The axles in your picture are the "second" version I mentioned. The small groove next to the splines was added in an effort to allow the axle to "twist" a little there and not break. Car Craft magazine ran an article on this axle style in '66 . I don'r remember the month but the cover was yellow with a red Chevy II ( Dick Harrell IIRC) doing a wheelie . The article read like "axles with a twist" or "new twist on axles" . It details the undercut these axles have and the theory behind them. As I mentioned Holman Moody sold them over the counter "in the day". IIRC ten '65 Mustangs were converted by Holman Moody and one was built by Dearborn Steel Tubing. A few cars still exist and some have been crashed and are lost. IMHO the axles have about the same value as the '67-70 31 spline Mustang axles . As you found out they are not well known. The axle housing does look like a 57-59 full size housing and the 31 spline axle would work in those housings unless it was a wagon or Ranchero which used the larger axle bearings. That housing was a popular swap "in the day" as the "K" code housings were hard to find and expensive at the dealer.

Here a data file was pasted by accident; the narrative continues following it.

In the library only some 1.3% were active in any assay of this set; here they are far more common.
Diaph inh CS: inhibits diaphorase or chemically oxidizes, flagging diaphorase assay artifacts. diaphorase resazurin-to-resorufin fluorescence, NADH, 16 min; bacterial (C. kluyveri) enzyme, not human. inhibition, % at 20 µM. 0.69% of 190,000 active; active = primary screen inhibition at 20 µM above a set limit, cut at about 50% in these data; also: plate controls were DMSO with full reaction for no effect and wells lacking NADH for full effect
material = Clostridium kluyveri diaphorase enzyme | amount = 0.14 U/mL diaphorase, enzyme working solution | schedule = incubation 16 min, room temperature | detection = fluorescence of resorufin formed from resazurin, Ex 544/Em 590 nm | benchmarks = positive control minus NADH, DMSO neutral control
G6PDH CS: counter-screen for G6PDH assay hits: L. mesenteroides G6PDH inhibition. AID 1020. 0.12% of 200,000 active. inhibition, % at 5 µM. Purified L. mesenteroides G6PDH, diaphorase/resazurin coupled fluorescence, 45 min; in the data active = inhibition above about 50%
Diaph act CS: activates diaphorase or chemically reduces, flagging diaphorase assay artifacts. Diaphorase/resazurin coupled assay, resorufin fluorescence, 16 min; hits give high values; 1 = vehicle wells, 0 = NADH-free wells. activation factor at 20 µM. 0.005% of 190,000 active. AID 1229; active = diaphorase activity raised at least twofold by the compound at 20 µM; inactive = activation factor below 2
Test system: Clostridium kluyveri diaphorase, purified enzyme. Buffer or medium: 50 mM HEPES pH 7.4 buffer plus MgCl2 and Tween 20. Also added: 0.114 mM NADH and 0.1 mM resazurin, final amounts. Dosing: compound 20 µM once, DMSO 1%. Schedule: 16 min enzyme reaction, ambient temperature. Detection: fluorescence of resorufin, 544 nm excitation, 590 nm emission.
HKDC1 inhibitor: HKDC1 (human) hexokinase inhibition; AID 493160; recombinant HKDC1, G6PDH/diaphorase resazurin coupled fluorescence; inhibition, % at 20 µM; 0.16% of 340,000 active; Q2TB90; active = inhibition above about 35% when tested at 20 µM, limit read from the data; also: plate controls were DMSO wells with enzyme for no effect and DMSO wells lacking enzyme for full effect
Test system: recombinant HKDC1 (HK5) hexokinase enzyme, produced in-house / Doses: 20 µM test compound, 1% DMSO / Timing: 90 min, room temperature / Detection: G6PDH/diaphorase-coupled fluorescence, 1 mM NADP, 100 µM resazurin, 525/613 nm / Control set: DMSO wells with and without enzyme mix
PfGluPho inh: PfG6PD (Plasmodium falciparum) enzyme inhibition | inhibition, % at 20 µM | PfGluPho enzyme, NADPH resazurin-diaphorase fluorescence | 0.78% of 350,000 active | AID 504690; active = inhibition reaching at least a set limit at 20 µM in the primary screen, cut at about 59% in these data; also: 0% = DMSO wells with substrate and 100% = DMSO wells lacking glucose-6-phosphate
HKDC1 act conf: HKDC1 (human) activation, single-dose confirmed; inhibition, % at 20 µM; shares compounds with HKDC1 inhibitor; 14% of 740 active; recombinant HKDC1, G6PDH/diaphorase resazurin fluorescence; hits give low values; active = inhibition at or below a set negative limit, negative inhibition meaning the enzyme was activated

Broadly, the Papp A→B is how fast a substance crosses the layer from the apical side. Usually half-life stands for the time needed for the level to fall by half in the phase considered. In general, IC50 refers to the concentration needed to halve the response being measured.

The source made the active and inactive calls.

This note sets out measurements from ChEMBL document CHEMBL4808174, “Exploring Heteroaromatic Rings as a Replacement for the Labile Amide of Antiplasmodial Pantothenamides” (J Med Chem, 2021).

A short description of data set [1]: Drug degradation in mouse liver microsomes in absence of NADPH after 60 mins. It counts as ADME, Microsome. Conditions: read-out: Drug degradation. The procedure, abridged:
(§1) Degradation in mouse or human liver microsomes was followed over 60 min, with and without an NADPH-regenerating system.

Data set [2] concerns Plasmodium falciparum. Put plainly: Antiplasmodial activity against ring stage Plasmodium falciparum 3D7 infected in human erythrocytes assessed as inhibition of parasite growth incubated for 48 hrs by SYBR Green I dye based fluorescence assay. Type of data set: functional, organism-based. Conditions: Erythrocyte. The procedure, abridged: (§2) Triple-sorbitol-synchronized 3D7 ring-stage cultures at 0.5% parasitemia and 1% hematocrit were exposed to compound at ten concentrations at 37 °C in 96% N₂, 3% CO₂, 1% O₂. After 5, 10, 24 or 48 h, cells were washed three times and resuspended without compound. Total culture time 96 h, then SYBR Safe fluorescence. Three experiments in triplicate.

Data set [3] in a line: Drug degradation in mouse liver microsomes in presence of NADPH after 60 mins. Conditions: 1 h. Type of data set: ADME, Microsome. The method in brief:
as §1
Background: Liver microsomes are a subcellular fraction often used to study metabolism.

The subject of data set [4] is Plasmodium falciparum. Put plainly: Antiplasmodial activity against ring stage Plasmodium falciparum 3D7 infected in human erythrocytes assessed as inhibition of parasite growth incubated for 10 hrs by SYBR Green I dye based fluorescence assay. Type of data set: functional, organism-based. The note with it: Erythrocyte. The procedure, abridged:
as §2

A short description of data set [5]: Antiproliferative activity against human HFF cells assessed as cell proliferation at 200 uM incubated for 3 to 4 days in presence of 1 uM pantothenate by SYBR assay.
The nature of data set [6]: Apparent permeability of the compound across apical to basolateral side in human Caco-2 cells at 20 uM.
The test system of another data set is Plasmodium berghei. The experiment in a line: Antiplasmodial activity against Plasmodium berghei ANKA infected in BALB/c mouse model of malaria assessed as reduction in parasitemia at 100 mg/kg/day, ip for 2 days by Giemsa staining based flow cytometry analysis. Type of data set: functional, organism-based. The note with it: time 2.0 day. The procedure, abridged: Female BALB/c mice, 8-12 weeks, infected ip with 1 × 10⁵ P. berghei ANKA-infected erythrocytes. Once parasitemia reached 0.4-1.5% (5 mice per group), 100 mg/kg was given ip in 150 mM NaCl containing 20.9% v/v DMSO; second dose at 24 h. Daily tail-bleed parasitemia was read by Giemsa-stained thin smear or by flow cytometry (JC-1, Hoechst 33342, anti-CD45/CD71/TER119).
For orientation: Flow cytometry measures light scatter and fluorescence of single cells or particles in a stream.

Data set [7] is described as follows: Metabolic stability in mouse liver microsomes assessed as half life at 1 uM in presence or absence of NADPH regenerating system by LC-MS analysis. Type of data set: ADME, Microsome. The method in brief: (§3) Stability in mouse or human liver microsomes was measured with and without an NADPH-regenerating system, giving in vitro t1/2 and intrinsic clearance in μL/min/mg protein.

Several aftermarket manufacturers offer "modern" new 31 spline axles in the $300+ range. Many guys don't feel safe with a 53-54 year old axle in their car and buy the modern ones.
'66 GT350H-3 time cover car - Car Craft July'77,Modified Mustangs and Fords Feb2011 ( w/article), Mustang Monthly June 2014. Bracket raced by me for the last 44 years. Yes it is a real one.
'68.5 R code GT fastback
'67 Ranchero 408W -427 glass hood
'78 F350 "Oleynik" car hauler
Ford Experimental parts collector
Last edited by GT350HR; 08-29-2019 at 11:21 AM.